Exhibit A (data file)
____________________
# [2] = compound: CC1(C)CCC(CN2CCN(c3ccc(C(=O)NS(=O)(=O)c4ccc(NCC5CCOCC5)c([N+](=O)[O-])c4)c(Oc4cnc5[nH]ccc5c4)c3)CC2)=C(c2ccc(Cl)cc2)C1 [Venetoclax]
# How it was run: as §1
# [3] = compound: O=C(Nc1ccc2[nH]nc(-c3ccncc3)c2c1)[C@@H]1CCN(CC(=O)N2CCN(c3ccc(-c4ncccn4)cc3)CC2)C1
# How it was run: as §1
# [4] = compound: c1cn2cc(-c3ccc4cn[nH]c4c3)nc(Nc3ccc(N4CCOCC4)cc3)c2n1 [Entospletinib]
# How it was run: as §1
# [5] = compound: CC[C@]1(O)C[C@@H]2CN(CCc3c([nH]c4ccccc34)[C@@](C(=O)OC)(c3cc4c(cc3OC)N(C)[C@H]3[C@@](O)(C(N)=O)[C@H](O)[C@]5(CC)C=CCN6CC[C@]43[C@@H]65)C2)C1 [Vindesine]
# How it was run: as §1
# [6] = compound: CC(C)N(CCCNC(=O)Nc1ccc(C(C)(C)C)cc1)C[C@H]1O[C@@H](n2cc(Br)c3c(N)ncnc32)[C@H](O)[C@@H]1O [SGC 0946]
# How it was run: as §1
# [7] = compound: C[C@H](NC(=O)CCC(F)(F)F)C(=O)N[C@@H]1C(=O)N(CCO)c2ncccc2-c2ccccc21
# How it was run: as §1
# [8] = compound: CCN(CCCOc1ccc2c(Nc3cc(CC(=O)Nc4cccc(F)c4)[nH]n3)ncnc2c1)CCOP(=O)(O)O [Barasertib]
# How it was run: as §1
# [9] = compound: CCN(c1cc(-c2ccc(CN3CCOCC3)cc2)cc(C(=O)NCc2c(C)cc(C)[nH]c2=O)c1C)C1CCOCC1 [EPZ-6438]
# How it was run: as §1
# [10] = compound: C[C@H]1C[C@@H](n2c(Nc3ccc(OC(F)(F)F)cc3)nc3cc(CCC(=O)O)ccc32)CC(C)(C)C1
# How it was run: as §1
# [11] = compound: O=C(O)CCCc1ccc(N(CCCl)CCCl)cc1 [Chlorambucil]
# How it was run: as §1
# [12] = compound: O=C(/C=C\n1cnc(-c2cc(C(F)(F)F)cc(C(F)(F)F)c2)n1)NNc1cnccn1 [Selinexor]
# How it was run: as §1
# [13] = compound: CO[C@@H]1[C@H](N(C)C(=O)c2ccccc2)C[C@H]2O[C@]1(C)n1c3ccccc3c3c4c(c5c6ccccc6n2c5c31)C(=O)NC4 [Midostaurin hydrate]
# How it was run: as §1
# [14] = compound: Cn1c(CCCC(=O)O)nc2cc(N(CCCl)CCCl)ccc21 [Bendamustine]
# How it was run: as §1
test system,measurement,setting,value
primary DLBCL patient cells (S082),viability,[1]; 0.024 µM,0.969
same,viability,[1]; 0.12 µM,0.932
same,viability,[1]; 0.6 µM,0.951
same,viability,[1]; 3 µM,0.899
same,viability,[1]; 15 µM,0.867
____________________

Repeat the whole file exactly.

# [2] = compound: CC1(C)CCC(CN2CCN(c3ccc(C(=O)NS(=O)(=O)c4ccc(NCC5CCOCC5)c([N+](=O)[O-])c4)c(Oc4cnc5[nH]ccc5c4)c3)CC2)=C(c2ccc(Cl)cc2)C1 [Venetoclax]
# How it was run: as §1
# [3] = compound: O=C(Nc1ccc2[nH]nc(-c3ccncc3)c2c1)[C@@H]1CCN(CC(=O)N2CCN(c3ccc(-c4ncccn4)cc3)CC2)C1
# How it was run: as §1
# [4] = compound: c1cn2cc(-c3ccc4cn[nH]c4c3)nc(Nc3ccc(N4CCOCC4)cc3)c2n1 [Entospletinib]
# How it was run: as §1
# [5] = compound: CC[C@]1(O)C[C@@H]2CN(CCc3c([nH]c4ccccc34)[C@@](C(=O)OC)(c3cc4c(cc3OC)N(C)[C@H]3[C@@](O)(C(N)=O)[C@H](O)[C@]5(CC)C=CCN6CC[C@]43[C@@H]65)C2)C1 [Vindesine]
# How it was run: as §1
# [6] = compound: CC(C)N(CCCNC(=O)Nc1ccc(C(C)(C)C)cc1)C[C@H]1O[C@@H](n2cc(Br)c3c(N)ncnc32)[C@H](O)[C@@H]1O [SGC 0946]
# How it was run: as §1
# [7] = compound: C[C@H](NC(=O)CCC(F)(F)F)C(=O)N[C@@H]1C(=O)N(CCO)c2ncccc2-c2ccccc21
# How it was run: as §1
# [8] = compound: CCN(CCCOc1ccc2c(Nc3cc(CC(=O)Nc4cccc(F)c4)[nH]n3)ncnc2c1)CCOP(=O)(O)O [Barasertib]
# How it was run: as §1
# [9] = compound: CCN(c1cc(-c2ccc(CN3CCOCC3)cc2)cc(C(=O)NCc2c(C)cc(C)[nH]c2=O)c1C)C1CCOCC1 [EPZ-6438]
# How it was run: as §1
# [10] = compound: C[C@H]1C[C@@H](n2c(Nc3ccc(OC(F)(F)F)cc3)nc3cc(CCC(=O)O)ccc32)CC(C)(C)C1
# How it was run: as §1
# [11] = compound: O=C(O)CCCc1ccc(N(CCCl)CCCl)cc1 [Chlorambucil]
# How it was run: as §1
# [12] = compound: O=C(/C=C\n1cnc(-c2cc(C(F)(F)F)cc(C(F)(F)F)c2)n1)NNc1cnccn1 [Selinexor]
# How it was run: as §1
# [13] = compound: CO[C@@H]1[C@H](N(C)C(=O)c2ccccc2)C[C@H]2O[C@]1(C)n1c3ccccc3c3c4c(c5c6ccccc6n2c5c31)C(=O)NC4 [Midostaurin hydrate]
# How it was run: as §1
# [14] = compound: Cn1c(CCCC(=O)O)nc2cc(N(CCCl)CCCl)ccc21 [Bendamustine]
# How it was run: as §1
test system,measurement,setting,value
primary DLBCL patient cells (S082),viability,[1]; 0.024 µM,0.969
same,viability,[1]; 0.12 µM,0.932
same,viability,[1]; 0.6 µM,0.951
same,viability,[1]; 3 µM,0.899
same,viability,[1]; 15 µM,0.867